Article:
The Fourth Industrial Revolution, as the World Economic Forum coined the accelerated use of artificial intelligence (AI), robotics, and other forms of automation, is a phenomenon stoking a massive transformation in technology and the realm of work. The impending social changes that these new technologies will provoke – a vast replacement of human labor by machines – has created both immense excitement and anxiety.
Great automation expectations
Tech entrepreneurs, business consultancies, investors are coming to assure us that thanks to the millions of new jobs created (an estimated 58 million net new jobs in the world economy as the World Economic Forum projected), the benefits and added value to the global economy will far outstrip the risks.
It is predicted that millions of people will be relieved from strenuous, boring, monotonous tasks, such as data entry, payroll, cashing, certain accounting and administration functions and so on, in addition to the millions of toilsome factory jobs that are to be performed by machines in the new coming era. They emphasize the potentials of reskilling and retraining. But how will workers displaced by technology acquire skills potentially much more complex than their current capabilities? Will assembly line workers become data analysts? No, they say, but it is foreseen that each one of us affected will be taking one step upwards on the echelon of job skills, and therefore everyone will be able to carry out higher paying, more skill-intensive, more satisfying, and less mundane work.
The optimists emphasize the historical precedents in the large-scale utilization of technological advances when machines replaced human labor for the production of commodities. They see the vast increases in efficiency, the far lower costs of basic consumer goods, and the freed up human labor for new industries, which together propelled both economic growth and the satisfaction of mounting human appetites. For them, this history of technological transformations in workplaces is one of “creative destructions” as Austrian-born economist Joseph Schumpeter used the term, where each breakthrough carries a new, more prosperous state of existence after destroying the old structures. Just like when humankind switched from horse carriages to motorized vehicles, the new freed-up time and possibilities enabled mobility and leisure like never before and finally streets were not smelling from horse manure anymore. The next transformation is just ahead of us with self-driving cars, when traffic anger is sublimated into entertainment so all we need to do is enjoy the ride.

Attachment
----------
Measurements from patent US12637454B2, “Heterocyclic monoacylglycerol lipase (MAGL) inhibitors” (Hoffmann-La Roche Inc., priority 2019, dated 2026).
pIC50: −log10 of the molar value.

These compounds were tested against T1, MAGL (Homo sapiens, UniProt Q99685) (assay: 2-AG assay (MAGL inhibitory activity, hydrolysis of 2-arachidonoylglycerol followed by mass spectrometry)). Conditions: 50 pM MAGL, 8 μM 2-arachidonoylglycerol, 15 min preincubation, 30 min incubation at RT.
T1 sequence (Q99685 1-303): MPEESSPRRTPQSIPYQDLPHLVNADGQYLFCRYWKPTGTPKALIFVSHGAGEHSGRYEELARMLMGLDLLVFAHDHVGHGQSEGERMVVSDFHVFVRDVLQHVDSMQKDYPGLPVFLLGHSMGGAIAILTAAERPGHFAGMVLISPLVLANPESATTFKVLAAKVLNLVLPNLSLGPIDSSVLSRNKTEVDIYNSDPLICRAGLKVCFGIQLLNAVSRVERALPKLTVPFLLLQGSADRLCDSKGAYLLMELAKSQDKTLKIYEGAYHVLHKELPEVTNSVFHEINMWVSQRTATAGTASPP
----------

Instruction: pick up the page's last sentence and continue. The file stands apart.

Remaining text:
Others ring the alarm bells, pointing to the ramifications of large-scale exploitation of artificial intelligence and machine learning, emphasizing the novel aspects of the forthcoming technologies: that new machines have been made to acquire and refine human cognitive and sensory capabilities and master the tasks by weaving together those distinct capabilities more seamlessly than ever before. They emphasize the difficulty of obtaining and maintaining human agency and control over the new tools and point out the inadequacy of our legal and social frameworks to curb the negative externalities and to keep owners of technology accountable.
It is much less the number estimates of job losses and gains that the pessimists are concerned with (that diverge a great deal anyways), but they see the real threat of automation in a growing schism between those for whom automation generates large productivity gains (who either own or create the new technologies) and those who cannot participate in creating them but who have to adapt to what the fast changing circumstances dictate. Like the syndicated taxi driver who first switched to become a contracted Uber driver but whose very work is now threatened by elimination due to self-driving cars. This is what they call job polarization, whereby middle-skill routine jobs, like production, manufacturing, and operators are replaced by automation, while the very low-skill (e.g., janitors) and high-skill (e.g., software engineers) jobs are retained. Equally fearsome are the examples of how new tech and algorithms may threaten people through the control and monitoring systems that track, assess and report every minute of employee’s work time, as in Amazon’s fulfillment centers where even firing can be automated in case productivity quotas are unmet.
Is the anxiety over the current wave of automation substantiated or is it only a misplaced fear-mongering by neo-Luddites? Will mass automation be the real leap forward to an era of human liberation from toil and more leisure time or will it unsettle societies and workforce previously unseen in the industrialized age?
What is work about?